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15 Jul 2018, 00:18
PKN wrote:
amanvermagmat wrote:
If points A, B, C lie in the xy plane, is the area of triangle ABC greater than 6 square units?

(1) Equation of line AB is y=4 and equation of line BC is x=3.

(2) All three points A, B, C lie in first quadrant only.

Ans C: as axes do not come in any quadrant. As per both (1) and (2).... 0<x<=3 and 0<y<=4..... so area will be always less than 6 if the triangle lies in 1st quadrant

Your point is correct. However, the following are the points to ponder:-

1. In order to form a triangle , we have to consider the point of intersection of the lines AB & BC one of the vertices of triangle ABC. So, 'B' is the fixed vertices with co-ordinates B(3,4).

2. The points A & C have to lie necessarily on the line AB & BC respectively. (otherwise st1 is not validated)

3. ABC is a right angled triangle in the 1st quadrant.(As per st2)

4. With a fixed B; 0<AB<3 & 0<BC< infinity (subject to $$AC^2=AB^2+BC^2$$) (extending line BC vertically upward, C tends to have infinite no of positions))

5. Area of right angled triangle=$$\frac{1}{2}*AB*BC$$ can have more than one value of square units.

Hope this is sufficient to say our answer E.

When u take y=4, x=3 as two sides...and say the triangle will stay in first quadrant....the limits are fixed. maximum area of the triangle is certain.

another way....the area of the rectangle formed by lines y=4 and x=3 is.....3x4 = 12.
So the triangle will have a maximum area of 1/2 x area of rectangle...which is 1/2x12=6
But the points cannot be on the axes..... so the max area is 1/2 x 2.999999 x 3.999999= something less than 6
Ans C
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If points A, B, C lie in the xy plane, is the area of triangle ABC  [#permalink]

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15 Jul 2018, 00:26
When u take y=4, x=3 as two sides...and say the triangle will stay in first quadrant....the limits are fixed. maximum area of the triangle is certain.

y is NOT RESTRICTED ; it's range:- (0, INFINITY), which lie in 1st quadrant. So, we can't say what is the maximum area.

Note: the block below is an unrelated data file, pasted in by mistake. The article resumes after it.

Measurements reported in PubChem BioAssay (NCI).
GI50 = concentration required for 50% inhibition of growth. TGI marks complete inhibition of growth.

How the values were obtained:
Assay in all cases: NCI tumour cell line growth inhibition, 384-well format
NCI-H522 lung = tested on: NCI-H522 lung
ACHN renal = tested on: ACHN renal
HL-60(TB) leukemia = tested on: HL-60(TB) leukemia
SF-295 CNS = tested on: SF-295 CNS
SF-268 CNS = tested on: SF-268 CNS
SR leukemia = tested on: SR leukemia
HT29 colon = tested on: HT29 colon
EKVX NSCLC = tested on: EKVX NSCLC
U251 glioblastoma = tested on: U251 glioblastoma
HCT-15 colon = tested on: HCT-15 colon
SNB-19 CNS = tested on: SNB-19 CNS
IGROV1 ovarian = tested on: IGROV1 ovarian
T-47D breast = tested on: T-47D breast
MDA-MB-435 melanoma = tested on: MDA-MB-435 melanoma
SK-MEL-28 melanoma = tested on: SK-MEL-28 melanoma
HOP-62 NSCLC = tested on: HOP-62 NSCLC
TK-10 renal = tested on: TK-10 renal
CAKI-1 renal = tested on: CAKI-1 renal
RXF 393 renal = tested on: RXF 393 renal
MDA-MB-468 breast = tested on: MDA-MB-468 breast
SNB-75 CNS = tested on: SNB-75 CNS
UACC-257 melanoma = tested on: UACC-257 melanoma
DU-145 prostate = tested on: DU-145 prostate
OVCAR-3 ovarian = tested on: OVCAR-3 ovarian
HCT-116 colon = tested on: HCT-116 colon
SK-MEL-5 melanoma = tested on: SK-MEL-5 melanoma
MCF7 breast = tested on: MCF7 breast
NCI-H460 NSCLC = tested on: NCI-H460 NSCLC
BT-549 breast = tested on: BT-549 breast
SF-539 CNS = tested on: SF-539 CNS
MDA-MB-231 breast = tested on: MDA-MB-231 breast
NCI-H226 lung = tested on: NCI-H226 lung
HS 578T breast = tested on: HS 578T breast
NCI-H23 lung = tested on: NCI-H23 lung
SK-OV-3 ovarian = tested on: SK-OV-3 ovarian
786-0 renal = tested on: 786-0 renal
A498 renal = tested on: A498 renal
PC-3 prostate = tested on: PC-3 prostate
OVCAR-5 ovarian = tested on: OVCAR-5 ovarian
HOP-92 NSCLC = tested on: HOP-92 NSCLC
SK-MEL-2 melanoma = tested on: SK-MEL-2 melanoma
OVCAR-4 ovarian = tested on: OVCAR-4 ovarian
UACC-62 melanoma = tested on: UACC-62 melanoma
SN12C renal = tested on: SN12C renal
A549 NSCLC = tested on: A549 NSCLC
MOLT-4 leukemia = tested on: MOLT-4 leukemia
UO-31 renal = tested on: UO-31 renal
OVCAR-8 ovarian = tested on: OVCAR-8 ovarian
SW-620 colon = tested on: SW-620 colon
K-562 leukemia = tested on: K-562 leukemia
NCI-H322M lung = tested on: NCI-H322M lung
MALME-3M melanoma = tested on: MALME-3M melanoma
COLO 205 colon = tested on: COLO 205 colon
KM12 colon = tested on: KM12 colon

Given, y=4 is a line.
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If points A, B, C lie in the xy plane, is the area of triangle ABC  [#permalink]

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15 Jul 2018, 00:57
PKN wrote:
When u take y=4, x=3 as two sides...and say the triangle will stay in first quadrant....the limits are fixed. maximum area of the triangle is certain.

y is NOT RESTRICTED ; it's range:- (0, INFINITY), which lie in 1st quadrant. So, we can't say what is the maximum area.

Given, y=4 is a line.[/quote]

Answer is E..... but thats because there is no limit to the x-coordinate on the line y=4 and to y-coordinate of x=3. The triangle can be on any of the 4 sides of point of intersection (3,4)
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Re: If points A, B, C lie in the xy plane, is the area of triangle ABC  [#permalink]

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28 Jul 2018, 08:23
Can we get an expert's comments on this? I got the OA because with my reading of the question, I identified point b as (3,4), saw that ABC was a right triangle, and assumed that the triangle could be formed on any of the four sides of point (3,4) formed by lines y=4 and x=3. Looking at others' comments, I wonder if there is any reason why the triangle has to be inside of (3,4) as opposed to extending potentially infinitely outward?
Re: If points A, B, C lie in the xy plane, is the area of triangle ABC &nbs [#permalink] 28 Jul 2018, 08:23